The Shang Dynasty was the first-known advanced group of towns, cities or villages in China that were all under the same ruler and had the same religion, form of writing, and military1. It was located in what is now the Henan province. Everything that is known about it was discovered from multiple excavations where towns, palaces and tombs were uncovered. Although it is possible that a dynasty named Xia came before it, there is no concrete evidence that the Xia Dynasty existed, making the Shang Dynasty the first oriental civilisation that we know is not mythical.
The Shang Dynasty started in about 1600 BC and was taken over by the Zhou Dynasty in around 1050 BC. The Shang Dynasty was made up of about ten cities. Around eight of these were located along the Yellow River, while the others were along the Yangtze. The Shang capital started out in Anyang, a city southwest of what is now Beijing, but was moved to Zhengzhou in around 1100 BC. All cities were built around a central palace or temple that was elevated so that everyone could see it, with houses leading up to it on streets in a grid pattern. There were walls built around every city to keep enemies out, and guard towers were placed on the walls so soldiers could keep watch on who was entering and leaving the city.
The Shang people invented a very sophisticated writing system with about 5,000 pictograms2 that evolved into ideograms3 in use by the end of the dynasty. The characters would be written in vertical lines - first on bamboo strips, then on rice paper and silk. Most of what is now known about ancient Chinese writing comes from oracle bones found at a site near Anyang that scientists have dated as coming from the Shang period. Shang kings had fortune tellers plunge red-hot bronze pokers into bones, got them to read the cracks that the heat caused in the bones and then to write the king's fortune based upon the results.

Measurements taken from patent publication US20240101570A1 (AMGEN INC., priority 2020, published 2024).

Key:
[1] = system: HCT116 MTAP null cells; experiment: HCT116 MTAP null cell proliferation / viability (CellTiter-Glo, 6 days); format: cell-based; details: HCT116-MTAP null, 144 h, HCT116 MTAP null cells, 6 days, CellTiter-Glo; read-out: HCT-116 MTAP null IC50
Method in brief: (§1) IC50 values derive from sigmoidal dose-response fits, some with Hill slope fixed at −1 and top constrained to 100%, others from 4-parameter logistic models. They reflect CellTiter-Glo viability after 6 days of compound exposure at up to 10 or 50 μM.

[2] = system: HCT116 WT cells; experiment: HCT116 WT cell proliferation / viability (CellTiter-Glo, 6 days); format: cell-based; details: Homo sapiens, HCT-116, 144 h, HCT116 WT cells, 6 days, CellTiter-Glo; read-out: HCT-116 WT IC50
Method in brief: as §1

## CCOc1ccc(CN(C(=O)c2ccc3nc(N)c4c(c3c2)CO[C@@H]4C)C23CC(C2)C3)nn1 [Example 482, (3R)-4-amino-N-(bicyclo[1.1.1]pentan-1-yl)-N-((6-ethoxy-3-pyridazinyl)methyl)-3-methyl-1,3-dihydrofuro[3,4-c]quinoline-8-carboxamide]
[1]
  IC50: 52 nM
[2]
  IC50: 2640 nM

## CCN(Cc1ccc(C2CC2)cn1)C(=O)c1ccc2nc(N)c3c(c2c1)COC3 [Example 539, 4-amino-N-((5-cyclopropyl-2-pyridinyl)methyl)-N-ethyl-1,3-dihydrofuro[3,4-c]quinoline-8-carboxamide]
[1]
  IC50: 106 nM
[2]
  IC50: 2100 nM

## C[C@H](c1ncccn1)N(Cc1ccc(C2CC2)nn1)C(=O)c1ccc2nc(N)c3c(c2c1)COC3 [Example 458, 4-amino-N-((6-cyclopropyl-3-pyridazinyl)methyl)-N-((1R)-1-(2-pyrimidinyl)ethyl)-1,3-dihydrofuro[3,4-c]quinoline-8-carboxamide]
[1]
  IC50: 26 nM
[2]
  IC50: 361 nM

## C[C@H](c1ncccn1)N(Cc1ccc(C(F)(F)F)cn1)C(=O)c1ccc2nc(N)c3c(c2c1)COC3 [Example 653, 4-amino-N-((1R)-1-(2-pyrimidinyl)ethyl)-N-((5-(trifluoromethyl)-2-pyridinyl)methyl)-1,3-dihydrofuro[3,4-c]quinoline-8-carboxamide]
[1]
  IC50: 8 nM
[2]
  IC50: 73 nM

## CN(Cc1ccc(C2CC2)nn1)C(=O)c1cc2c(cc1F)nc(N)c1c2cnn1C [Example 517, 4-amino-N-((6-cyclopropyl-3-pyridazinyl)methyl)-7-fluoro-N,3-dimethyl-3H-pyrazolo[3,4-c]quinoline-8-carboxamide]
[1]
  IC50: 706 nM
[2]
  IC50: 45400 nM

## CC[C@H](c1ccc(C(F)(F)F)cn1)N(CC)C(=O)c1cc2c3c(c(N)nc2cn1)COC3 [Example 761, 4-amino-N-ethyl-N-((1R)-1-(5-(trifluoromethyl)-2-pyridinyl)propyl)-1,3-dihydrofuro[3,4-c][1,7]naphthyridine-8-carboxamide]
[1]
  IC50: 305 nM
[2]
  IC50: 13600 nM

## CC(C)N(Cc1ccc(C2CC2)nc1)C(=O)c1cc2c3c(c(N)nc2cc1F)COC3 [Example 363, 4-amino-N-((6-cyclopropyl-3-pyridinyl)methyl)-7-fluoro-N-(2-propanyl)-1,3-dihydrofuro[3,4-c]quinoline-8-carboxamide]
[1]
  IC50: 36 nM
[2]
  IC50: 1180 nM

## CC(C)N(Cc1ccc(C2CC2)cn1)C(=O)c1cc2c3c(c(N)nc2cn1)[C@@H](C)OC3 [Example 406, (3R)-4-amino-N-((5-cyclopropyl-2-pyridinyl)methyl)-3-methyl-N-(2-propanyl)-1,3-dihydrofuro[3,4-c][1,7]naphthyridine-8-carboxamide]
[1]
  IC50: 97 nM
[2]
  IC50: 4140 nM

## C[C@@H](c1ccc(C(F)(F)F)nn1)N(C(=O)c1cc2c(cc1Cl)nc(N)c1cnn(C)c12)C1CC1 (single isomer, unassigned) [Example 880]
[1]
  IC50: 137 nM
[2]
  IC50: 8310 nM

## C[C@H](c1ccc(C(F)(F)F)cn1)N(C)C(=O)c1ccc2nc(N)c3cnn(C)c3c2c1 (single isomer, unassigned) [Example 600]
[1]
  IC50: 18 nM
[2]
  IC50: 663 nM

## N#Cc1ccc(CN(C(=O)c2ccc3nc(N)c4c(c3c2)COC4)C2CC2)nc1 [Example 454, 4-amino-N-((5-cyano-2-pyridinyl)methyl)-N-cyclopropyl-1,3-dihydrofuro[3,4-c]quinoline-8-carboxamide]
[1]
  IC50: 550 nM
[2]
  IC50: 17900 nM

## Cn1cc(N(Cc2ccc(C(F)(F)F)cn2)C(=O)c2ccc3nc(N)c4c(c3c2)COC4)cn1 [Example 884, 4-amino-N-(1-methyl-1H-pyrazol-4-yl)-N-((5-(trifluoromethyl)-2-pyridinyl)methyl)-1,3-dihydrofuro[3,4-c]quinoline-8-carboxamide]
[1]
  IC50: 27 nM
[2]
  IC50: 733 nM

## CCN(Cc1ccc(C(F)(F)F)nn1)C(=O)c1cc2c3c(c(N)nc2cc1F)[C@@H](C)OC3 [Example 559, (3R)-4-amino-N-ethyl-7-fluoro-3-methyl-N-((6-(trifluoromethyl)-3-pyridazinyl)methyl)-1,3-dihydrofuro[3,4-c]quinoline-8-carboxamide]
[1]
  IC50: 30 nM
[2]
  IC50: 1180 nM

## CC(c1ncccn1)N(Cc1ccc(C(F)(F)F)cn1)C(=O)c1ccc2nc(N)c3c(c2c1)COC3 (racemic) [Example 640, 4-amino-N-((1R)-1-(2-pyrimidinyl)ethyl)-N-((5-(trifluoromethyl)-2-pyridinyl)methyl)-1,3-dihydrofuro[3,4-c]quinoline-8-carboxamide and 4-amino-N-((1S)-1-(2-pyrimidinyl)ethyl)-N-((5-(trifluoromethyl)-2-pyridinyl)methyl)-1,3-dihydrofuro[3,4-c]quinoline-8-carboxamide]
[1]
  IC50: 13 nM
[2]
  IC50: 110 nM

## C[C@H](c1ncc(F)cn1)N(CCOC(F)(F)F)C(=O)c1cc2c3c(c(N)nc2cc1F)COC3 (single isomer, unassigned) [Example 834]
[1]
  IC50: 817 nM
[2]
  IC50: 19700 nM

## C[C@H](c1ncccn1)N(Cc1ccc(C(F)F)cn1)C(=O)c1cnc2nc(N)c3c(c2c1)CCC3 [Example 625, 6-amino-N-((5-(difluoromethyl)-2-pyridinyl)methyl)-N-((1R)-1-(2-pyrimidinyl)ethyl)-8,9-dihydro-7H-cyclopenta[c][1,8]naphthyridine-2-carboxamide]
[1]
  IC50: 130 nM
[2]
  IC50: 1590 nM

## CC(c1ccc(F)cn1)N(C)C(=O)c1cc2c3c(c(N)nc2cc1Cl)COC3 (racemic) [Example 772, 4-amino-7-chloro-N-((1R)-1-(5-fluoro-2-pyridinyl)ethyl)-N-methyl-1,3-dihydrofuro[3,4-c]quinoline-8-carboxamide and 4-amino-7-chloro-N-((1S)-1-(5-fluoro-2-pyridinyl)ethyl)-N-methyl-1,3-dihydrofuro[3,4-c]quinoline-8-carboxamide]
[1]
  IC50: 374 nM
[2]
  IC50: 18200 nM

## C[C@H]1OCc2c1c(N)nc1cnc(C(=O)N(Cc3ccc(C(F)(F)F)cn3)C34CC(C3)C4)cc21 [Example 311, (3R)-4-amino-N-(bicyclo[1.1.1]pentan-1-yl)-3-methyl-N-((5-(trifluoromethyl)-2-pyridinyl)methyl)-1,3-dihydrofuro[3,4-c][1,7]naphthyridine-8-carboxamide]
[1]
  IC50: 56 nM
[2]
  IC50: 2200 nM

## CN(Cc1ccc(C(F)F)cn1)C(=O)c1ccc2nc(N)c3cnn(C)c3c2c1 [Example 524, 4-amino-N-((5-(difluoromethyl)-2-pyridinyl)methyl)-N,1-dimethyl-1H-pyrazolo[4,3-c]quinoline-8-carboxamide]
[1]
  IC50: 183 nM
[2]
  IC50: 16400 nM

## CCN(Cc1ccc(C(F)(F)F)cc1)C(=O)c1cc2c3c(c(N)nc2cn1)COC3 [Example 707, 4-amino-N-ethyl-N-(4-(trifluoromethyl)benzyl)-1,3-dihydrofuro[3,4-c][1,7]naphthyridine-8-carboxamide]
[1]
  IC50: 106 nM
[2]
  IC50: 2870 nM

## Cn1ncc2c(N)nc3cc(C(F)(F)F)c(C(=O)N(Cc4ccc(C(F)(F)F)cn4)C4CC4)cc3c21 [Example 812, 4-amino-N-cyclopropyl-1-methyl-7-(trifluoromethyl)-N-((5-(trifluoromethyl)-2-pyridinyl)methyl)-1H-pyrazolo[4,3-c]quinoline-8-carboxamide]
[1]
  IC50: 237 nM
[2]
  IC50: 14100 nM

Archaeologists know that a calendar was used in the Shang Dynasty, but they do not know much about it. They know that one was used because every civilisation needs one in order that their king can know when to collect taxes, when to perform certain religious ceremonies and to enable farmers to know when to plant their crops and so on. The Shang Dynasty also must have used a calendar because there is an almost exact record of when all of the Shang kings were born and when they died. The Shang people probably used the zodiac calendar, which is still used today in China - however, archaeologists are not sure if it had been invented then.
The Shang Dynasty was a monarchy in which the king was both lawmaker and judge so no-one dared to argue with him. He ruled by force, and anyone who transgressed the king's laws would be killed immediately by his soldiers. The decision about who should be king was originally taken by force - whichever clan had the biggest army would rule the civilisation until a clan with a better army came along; in the Shang Dynasty's case, this lasted 550 years. The king would rule the 200 to 300 clans that resided in their territory. Other nobles would keep watch over certain regions - these roles equate to that of the barons in medieval Europe. Archaeologists think that when a king died in the Shang Dynasty, his closest relation would take the throne.